Rabbits make great pets, and getting a new rabbit is an exciting experience for all involved. It can be overwhelming thinking about all the things your new addition needs to be happy and healthy. So we have put together a mini guide to help. 

What size enclosure does my rabbit need? 

The bigger the better! Rabbits love to explore and need to be able to move around and explore their environment. Traditional hutch style enclosures are not appropriate as they do not offer enough space for your rabbit to move around. And do not meet the welfare needs of your rabbit. Regardless of whether you are keeping your rabbit indoors or outdoors it is important the enclosure is a minimum of 3m x 2m x 1m in size. And that they have 24/7 access to this space. The Rabbit Welfare Association and Fund (RWAF) have produced in depth guidelines of setting up an appropriate enclosure for your rabbit. Read more about the welfare guidelines and recommendations for rabbit enclosures here.

Should I play with my rabbit when they first come home? 

Rabbits are shy animals. Being prey animals naturally, they are often scared of new environments. When your rabbit first arrives it is important they are left alone; and given time to relax and explore their new environment with minimal disturbance. Rabbits are very susceptible to gut stasis especially when stressed. Which is a serious disease that can be fatal. So it is important your new addition is left in peace to explore their environment and relax before they interact with you. 

Should I introduce my rabbit to my other rabbit and other pets straight away?

Your rabbit will need time to settle into its new environment and become comfortable in its surroundings. After this, your new rabbit will need a careful, slow, and staged introduction to your current rabbit. This is to ensure they both remain calm, happy, and healthy and avoid conflict and stress which can be detrimental to both of them. We’d recommend getting professional advice and help when thinking about introducing your rabbits to each other. Your veterinarian can offer you specific advice on this. And point you in the direction of local professionals who can also help. 

Other pets can be stressful to rabbits, as discussed above they are prey animals and naturally fearful. 

It is important to keep other pets away from your rabbit, both physically and visually; whilst they are settling into their new environment to avoid causing them unnecessary stress. Some pets may never be able to be introduced as they can pose too much risk of harm to each other. This depends on the individual animals. So it is important to consider this when deciding if you have the appropriate space and resources for your new arrival to keep all your pets separate long term if needed.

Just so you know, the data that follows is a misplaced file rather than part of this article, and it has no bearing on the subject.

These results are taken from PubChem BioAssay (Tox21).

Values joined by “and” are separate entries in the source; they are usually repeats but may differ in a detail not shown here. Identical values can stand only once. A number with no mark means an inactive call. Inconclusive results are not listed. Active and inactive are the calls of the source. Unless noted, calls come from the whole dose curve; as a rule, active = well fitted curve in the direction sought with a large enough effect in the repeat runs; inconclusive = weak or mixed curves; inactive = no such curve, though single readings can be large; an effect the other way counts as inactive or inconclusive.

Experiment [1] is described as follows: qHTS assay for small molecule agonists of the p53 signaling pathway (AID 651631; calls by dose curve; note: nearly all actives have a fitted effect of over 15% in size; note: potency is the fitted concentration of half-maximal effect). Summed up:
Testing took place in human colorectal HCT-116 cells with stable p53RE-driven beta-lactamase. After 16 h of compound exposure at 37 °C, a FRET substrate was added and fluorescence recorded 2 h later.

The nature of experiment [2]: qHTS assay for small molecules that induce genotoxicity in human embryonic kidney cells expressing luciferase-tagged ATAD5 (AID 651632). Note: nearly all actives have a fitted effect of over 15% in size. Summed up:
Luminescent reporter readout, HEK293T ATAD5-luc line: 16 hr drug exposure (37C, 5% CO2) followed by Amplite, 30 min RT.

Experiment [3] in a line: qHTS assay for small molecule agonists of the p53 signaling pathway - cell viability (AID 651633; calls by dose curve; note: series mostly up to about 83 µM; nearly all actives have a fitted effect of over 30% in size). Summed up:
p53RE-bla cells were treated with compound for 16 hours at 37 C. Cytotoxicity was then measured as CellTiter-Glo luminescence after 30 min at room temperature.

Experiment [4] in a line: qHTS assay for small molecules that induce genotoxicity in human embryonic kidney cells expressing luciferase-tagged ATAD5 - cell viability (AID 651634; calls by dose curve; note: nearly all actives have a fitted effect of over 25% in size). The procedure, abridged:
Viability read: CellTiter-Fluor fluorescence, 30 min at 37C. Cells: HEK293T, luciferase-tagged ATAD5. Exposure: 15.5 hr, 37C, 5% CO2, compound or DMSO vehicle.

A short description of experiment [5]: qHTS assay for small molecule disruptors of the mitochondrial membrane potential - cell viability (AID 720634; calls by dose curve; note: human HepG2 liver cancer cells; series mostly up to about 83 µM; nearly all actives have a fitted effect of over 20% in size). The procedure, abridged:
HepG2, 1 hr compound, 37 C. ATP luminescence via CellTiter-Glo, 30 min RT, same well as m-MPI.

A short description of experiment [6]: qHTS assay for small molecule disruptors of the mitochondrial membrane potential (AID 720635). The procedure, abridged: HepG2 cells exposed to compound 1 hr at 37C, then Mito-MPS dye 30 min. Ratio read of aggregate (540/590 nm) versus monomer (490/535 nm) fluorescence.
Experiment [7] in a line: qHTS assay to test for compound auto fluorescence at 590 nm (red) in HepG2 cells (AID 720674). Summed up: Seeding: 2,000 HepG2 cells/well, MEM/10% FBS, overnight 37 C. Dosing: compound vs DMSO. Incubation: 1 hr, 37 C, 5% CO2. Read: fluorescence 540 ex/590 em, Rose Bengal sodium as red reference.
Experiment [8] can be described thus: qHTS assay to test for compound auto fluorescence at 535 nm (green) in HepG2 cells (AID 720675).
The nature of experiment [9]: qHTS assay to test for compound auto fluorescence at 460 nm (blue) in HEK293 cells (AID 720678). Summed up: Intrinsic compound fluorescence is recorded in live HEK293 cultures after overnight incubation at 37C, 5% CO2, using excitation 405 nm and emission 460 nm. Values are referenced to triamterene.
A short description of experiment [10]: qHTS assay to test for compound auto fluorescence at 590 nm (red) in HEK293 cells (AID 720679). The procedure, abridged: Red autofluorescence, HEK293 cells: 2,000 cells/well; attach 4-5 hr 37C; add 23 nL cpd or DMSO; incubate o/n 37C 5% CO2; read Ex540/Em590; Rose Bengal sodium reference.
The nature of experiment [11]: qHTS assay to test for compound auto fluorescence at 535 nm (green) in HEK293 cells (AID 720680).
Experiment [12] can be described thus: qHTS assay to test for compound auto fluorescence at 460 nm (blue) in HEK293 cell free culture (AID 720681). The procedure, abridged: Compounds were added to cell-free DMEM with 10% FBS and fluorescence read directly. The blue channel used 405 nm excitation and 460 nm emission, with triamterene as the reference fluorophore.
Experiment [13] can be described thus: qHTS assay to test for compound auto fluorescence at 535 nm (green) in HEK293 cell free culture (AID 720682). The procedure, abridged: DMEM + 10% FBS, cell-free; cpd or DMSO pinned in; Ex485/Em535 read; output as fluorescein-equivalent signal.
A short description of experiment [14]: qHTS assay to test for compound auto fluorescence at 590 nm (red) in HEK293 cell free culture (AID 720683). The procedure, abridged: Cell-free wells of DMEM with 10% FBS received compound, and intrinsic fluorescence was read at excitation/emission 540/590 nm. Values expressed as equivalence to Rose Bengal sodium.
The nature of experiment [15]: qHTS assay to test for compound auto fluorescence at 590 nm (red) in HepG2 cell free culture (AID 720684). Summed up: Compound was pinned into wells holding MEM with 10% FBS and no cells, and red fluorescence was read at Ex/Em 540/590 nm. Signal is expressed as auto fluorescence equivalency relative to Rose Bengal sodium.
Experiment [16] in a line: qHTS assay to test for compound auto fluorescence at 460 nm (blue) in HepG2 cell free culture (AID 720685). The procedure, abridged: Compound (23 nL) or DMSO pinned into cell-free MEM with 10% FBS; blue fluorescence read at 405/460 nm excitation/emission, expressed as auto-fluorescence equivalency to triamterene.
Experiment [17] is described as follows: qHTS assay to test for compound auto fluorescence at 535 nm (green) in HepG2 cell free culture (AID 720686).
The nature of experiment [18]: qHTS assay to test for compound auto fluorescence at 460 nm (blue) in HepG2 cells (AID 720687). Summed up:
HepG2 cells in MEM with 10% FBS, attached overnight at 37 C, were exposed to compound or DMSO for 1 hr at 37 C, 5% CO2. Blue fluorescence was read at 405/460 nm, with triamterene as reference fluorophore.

When they are fully settled in you can slowly expose your rabbit to your other pets in a controlled fashion

This means that your rabbit remains safe and comfortable in their own environment. And can visually see your other pets for a small period of time. They should always be able to get away and there should always be a physical barrier between your animals so your rabbit is not at risk of injury and can hide if they want to. Slowly over time, this barrier can change to a barrier where your animals can smell each other. Then very slowly they can be introduced, with the time period of exposure increasing by small increments each time.

If at any point your animals become stressed or aggressive towards each other it is important to stop introductions immediately. As with introducing your rabbit to other rabbits, it’s important to get advice on introducing animals to avoid injury or distress. It can be a complex task and your veterinarian is a good first contact point for this. 

How do I choose a rabbit-friendly vet? 

It is important you register your rabbit with a vet as soon as possible. They will need regular check-ups including vaccinations and dental checks. If your rabbit gets sick it is important to have a vet you can call to get them seen to as soon as possible. 

All vets are capable of treating rabbits. But some vets have special interests in rabbit medicine or are specialist rabbit vets. The best way to find a rabbit-friendly vet is to do a search for vets who treat rabbits on the Find a Local Vet tool. You can then ring your preferred practice and ask if they have any specialist rabbit vets or vets with special interests in rabbit medicine. Ask them if they have any rabbit healthcare plans in place with their practice. And if they have quiet areas in their waiting rooms dedicated for rabbits and other small furries to wait away from other animals. Such as cats and dogs which can cause stress to rabbits. 

When you have found a practice that meets your needs, book an appointment to get your rabbit checked over. Meet your vet, and ask any questions you may have now your rabbit is settled in. It is advisable to do this within the first week of getting your new rabbit home. This is to make sure they are in good health and address any concerns as soon as possible. 

In summary: 

  • rabbits need space – a minimum of 3m x 2m x 1m at all times 
  • hands off – its important your rabbit has time to explore their new environment and get comfortable before they meet any other members of the family 
  • when thinking of mixing rabbits and introducing rabbits to other pets it is important to get professional advice 
  • register with a rabbit friendly vet as soon as possible and always contact your vet if you have any concerns about your rabbits health 

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